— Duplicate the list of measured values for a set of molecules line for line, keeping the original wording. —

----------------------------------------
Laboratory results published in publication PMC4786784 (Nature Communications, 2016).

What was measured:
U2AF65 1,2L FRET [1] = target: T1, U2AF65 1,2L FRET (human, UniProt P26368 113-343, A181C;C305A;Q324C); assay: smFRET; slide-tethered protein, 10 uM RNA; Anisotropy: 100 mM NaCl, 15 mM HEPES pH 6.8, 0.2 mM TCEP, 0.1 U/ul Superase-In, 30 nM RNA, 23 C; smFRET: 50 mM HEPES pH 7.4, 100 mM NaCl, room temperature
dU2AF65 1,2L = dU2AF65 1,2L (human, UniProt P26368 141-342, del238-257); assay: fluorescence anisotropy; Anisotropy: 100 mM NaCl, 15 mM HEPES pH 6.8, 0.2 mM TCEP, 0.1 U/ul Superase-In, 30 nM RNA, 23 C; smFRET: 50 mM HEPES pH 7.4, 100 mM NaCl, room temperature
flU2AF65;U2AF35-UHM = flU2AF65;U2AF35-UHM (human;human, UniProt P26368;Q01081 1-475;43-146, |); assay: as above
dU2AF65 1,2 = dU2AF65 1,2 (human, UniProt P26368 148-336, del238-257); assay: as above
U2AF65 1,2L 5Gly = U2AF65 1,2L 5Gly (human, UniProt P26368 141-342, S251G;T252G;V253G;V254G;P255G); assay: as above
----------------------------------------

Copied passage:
Laboratory results published in publication PMC4786784 (Nature Communications, 2016).

What was measured:
U2AF65 1,2L FRET [1] = target: T1, U2AF65 1,2L FRET (human, UniProt P26368 113-343, A181C;C305A;Q324C); assay: smFRET; slide-tethered protein, 10 uM RNA; Anisotropy: 100 mM NaCl, 15 mM HEPES pH 6.8, 0.2 mM TCEP, 0.1 U/ul Superase-In, 30 nM RNA, 23 C; smFRET: 50 mM HEPES pH 7.4, 100 mM NaCl, room temperature
dU2AF65 1,2L = dU2AF65 1,2L (human, UniProt P26368 141-342, del238-257); assay: fluorescence anisotropy; Anisotropy: 100 mM NaCl, 15 mM HEPES pH 6.8, 0.2 mM TCEP, 0.1 U/ul Superase-In, 30 nM RNA, 23 C; smFRET: 50 mM HEPES pH 7.4, 100 mM NaCl, room temperature
flU2AF65;U2AF35-UHM = flU2AF65;U2AF35-UHM (human;human, UniProt P26368;Q01081 1-475;43-146, |); assay: as above
dU2AF65 1,2 = dU2AF65 1,2 (human, UniProt P26368 148-336, del238-257); assay: as above
U2AF65 1,2L 5Gly = U2AF65 1,2L 5Gly (human, UniProt P26368 141-342, S251G;T252G;V253G;V254G;P255G); assay: as above